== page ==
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Health Law Plans Covered Fewer Providers Than Commercial Insurers, Study Finds

By Rebecca Adams, CQ Roll Call

July 15, 2015 -- Anecdotal reports of narrow networks in health law exchange plans are borne out by a new analysis showing that marketplace insurance covered fewer hospitals, cancer and cardiology specialists, mental health providers, and primary care physicians than commercial plans offered in the same geographic area.

The analysis of offerings for the 2015 plan year by the Avalere consulting firm found that networks in exchange plans had 42 percent fewer oncology and cardiology specialists and 32 percent fewer mental health and primary care providers than the average commercial plan in the area. The exchange plans covered 24 percent fewer hospitals than commercial plans on average. The commercial plan average was based on networks in both group plans and other individual plans outside of the marketplace.

The marketplaces created by the health care law are supposed to have adequate networks, but consumers have complained that the networks are sparse compared to other insurance plans.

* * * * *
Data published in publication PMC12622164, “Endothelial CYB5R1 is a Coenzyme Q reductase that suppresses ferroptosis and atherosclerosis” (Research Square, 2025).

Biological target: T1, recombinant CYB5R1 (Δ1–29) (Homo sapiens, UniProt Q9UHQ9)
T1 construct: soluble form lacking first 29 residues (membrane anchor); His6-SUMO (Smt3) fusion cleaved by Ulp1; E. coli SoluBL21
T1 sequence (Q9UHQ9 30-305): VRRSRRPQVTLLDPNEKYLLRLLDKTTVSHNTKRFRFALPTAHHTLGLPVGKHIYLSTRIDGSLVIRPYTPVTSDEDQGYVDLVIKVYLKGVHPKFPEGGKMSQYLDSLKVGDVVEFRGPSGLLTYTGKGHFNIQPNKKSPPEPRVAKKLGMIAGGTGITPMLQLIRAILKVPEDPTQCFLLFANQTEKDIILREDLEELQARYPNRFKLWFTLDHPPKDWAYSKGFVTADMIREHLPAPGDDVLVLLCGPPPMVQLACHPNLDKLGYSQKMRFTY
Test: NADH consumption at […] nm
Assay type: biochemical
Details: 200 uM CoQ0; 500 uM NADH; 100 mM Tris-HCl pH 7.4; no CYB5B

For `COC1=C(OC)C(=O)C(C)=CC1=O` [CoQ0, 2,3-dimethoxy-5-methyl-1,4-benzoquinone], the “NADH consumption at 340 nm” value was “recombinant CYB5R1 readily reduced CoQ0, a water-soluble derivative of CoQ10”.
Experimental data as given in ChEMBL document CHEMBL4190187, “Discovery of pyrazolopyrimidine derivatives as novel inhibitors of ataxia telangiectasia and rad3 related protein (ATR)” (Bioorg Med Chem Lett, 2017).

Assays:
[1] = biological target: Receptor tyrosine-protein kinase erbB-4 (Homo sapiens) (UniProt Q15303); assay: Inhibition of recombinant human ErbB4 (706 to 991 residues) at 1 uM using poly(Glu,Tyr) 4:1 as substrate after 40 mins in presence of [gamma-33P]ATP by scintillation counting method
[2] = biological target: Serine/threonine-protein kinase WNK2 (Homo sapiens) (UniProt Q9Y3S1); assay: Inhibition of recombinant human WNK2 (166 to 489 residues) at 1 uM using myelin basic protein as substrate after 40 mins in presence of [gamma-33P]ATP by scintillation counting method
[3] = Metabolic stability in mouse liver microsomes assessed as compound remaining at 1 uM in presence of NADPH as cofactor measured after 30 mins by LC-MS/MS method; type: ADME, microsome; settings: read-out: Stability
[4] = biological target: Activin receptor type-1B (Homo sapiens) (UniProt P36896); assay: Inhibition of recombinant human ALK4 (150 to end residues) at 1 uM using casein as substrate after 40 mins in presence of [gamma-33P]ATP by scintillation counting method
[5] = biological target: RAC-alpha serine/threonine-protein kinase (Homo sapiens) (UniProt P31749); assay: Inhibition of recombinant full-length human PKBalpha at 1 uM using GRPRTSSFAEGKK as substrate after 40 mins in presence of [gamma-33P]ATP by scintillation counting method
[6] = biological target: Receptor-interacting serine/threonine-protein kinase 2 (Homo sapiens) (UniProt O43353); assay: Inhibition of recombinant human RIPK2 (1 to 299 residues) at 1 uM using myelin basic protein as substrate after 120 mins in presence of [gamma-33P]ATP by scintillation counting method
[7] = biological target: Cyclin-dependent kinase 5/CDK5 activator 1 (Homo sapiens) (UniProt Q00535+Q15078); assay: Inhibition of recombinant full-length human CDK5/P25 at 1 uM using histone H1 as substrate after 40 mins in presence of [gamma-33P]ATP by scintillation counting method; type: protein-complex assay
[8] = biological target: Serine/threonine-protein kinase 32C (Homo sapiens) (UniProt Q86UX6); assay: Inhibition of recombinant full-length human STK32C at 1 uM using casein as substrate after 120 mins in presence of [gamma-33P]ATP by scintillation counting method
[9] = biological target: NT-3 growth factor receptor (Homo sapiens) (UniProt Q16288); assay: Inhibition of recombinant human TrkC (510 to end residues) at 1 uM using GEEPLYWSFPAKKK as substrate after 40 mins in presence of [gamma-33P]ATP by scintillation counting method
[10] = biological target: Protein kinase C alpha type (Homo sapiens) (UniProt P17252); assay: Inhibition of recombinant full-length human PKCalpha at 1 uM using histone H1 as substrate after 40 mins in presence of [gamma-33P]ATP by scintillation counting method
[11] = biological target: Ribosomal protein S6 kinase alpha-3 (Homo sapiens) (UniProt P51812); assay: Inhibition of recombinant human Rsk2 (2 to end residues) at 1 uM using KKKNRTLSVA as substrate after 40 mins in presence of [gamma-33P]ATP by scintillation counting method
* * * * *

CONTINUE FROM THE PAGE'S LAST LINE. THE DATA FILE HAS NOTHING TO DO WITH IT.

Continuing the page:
Consumers who get care from out-of-network providers face higher costs—and the spending does not count toward out-of-pocket limits in the health law.

Avalere CEO Dan Mendelson noted in a statement that insurers sometimes seek to keep premiums low by being selective about which providers they will cover.

About 36 percent of the people who are eligible for exchange coverage had enrolled as of March 31, according to a separate analysis by the nonpartisan Kaiser Family Foundation that used data that the Centers for Medicare and Medicaid Services released in June.

Avalere examined the largest region in the five states with the greatest health exchange enrollment—Florida, California, Texas, Georgia, and North Carolina.

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